Seven bottles, no expiration dates, five drinks: Adam McDowell on stocking up for deepest winter
|Moose Milk||Jan 17|| 1|
The eternally misguided members of the Academy of Motion Picture Arts and Sciences failed to include The Lighthouse in the best-picture nominees of 2019. Still, it really is a terrific film, and if there were awards for the best drinking movies, this one would be positively drenched in accolades.
The Lighthouse is essentially a movie about cabin fever: A pair of lighthouse keepers (or “wickies”), played by Robert Pattinson and Willem Dafoe, develop a paranoid wariness of each other while stuck on a stormy rock off the coast of (I suppose) New England. They despise each other in every scene in which they are not drinking, and they’re pals in most of the ones in which they indulge.
Well well, I thought, watching the wickies get tired and emotional pounding straight spirit (I guess rum) outta their old-timey mugs: If this isn’t an analogue for Canadian relationship dynamics circa January, what is?
Yarr, here’s to failin’ the Bechdel Test!
Hate to spoil the best gag in the movie, but there’s a scene in which Dafoe persuades Pattinson to help dig up some emergency “provisions,” which turns out to be a crate full of more booze.
Which prompts me to ask: What’s your plan for being laid up by a storm? What should you keep in your pantry in case of emergency?
It’s nice to have booze around that can be consumed without any fuss or refrigeration, I mean, beyond the obvious red wine and whisky. My emergency cocktail kit consists of Benedictine, Cognac, creme de menthe, gin, Rose’s Lime Cordial, blended Scotch, Drambuie.
Stick them in the cupboard and you’ll survive many a stormy night. (Or, as my co-editor Christine points out, they’ll be handy in case of a nuclear incident; you can put them next to the iodine.) You won’t need fancy mixing gear, garnishes — you can even skip the ice if you’re too hard up to have any.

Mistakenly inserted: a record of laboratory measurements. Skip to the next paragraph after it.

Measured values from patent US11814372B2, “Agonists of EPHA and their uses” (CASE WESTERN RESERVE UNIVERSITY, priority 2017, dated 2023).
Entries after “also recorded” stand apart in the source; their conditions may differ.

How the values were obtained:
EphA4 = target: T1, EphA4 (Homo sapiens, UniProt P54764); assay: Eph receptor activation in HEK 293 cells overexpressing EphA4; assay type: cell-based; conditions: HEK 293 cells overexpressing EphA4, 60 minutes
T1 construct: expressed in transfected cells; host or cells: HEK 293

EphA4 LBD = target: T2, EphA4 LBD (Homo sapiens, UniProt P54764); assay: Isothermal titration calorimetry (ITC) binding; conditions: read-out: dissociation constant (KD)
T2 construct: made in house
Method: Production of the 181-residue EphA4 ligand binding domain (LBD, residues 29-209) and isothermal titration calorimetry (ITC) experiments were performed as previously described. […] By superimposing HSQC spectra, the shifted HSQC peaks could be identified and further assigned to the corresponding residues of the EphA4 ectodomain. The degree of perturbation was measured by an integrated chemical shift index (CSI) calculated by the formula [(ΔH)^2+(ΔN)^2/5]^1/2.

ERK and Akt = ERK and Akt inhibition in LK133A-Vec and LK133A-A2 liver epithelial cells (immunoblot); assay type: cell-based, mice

And while you’re waiting out the worst of winter (nuclear or otherwise), what will you make, and how? Read on!
Benedictine and brandy
Notes: Orangey-herbal Benedictine plus Cognac is a match made in heaven — or at least a monastic French setting. And come to think of it, if those monks can get along without killing each other, so can you and your partner, even in deadest winter, when you’ve run out of Netflix series you both like.
Method: Combine a 50-50 (ish) mix of Benedictine and Cognac in a snifter or rocks glass. Add ice, or a splash of water, and serve.
Benny and hot
Method: Another wintery use for Benedictine: Add about an ounce and a half of Benedictine to a mug or heatproof glass, and top up with an equal (or greater) amount of hot water to taste. Optional: add twist and/or squeeze of lemon or orange.
Notes: I might never have heard of this one, except as a young feller I worked in a pub in the English county of Lancashire, where the Benny and hot is a classic old-man drink. It’s a tasty concoction that’ll warm you down to the cockles of your heart. Heck, deeper, even — the sub-cockles.
Old-man drink, ye say? We be listening.
Notes: This one boasts actual nautical cred: No one can say for certain how the name originated, but the notion of combining gin with sweetened lime juice — Rose’s Lime Cordial specifically — seems to have originated with the (British) Royal Navy.
Anyway, a gimlet is what you prepare when you’re sad and an actual tropical drink seems like too much effort.
Method: Let’s go with Raymond Chandler's 1953 hardboiled crime novel The Long Goodbye. Detective Philip Marlowe strikes up a friendship with unfortunate Englishman Terry Lennox, who bemoans the difficulty of finding a proper gimlet in Los Angeles: "We sat in the corner bar at Victor's and drank gimlets. 'They don't know how to make them here,' [Terry] said. ... 'A real gimlet is half gin and half Rose's Lime Juice and nothing else. It beats martinis hollow.’ ”
For sugar-averse 21st-century palates, I would say a 2:1 or even 3:1 ratio of gin to Rose's will work better than Lennox’s fifty-fifty. Shake well with ice, strain, and serve in a chilled glass. Or just mix warm in a dented grog mug, whatever.
– 2¼ ounces good brandy
– ¾ ounce crème de menthe
Chill a cocktail glass. Add both ingredients to a shaker filled halfway with cracked (broken) ice, shake hard, and strain into the glass. No garnish.
Notes: Friends, I’m saving the best for last here. Consisting of Scotch (already great on its own) and Drambuie (which is, like, spiced Scotch), a rusty nail is a nuanced, if forgotten, pleasure — a cabin fever cocktail par excellence.
Method: An American of our acquaintance recommends 2 oz. good blended Scotch with 1/2 oz. Drambuie — combine with ice in a rocks glass, stir, add optional lemon twist.
Now relax, think of the coming of spring, and for goodness sake try not to kill anyone while you’re stuck in that bunker you call home.